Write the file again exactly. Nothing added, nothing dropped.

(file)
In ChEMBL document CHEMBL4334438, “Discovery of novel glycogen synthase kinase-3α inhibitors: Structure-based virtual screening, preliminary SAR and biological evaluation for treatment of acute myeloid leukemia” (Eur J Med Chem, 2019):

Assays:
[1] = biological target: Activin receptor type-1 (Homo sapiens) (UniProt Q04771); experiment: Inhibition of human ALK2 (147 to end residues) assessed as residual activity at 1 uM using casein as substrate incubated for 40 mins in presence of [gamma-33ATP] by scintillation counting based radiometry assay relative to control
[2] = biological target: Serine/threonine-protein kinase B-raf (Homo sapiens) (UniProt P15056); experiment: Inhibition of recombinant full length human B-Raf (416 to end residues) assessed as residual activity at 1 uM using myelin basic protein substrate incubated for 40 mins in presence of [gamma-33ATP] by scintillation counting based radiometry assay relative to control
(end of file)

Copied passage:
In ChEMBL document CHEMBL4334438, “Discovery of novel glycogen synthase kinase-3α inhibitors: Structure-based virtual screening, preliminary SAR and biological evaluation for treatment of acute myeloid leukemia” (Eur J Med Chem, 2019):

Assays:
[1] = biological target: Activin receptor type-1 (Homo sapiens) (UniProt Q04771); experiment: Inhibition of human ALK2 (147 to end residues) assessed as residual activity at 1 uM using casein as substrate incubated for 40 mins in presence of [gamma-33ATP] by scintillation counting based radiometry assay relative to control
[2] = biological target: Serine/threonine-protein kinase B-raf (Homo sapiens) (UniProt P15056); experiment: Inhibition of recombinant full length human B-Raf (416 to end residues) assessed as residual activity at 1 uM using myelin basic protein substrate incubated for 40 mins in presence of [gamma-33ATP] by scintillation counting based radiometry assay relative to control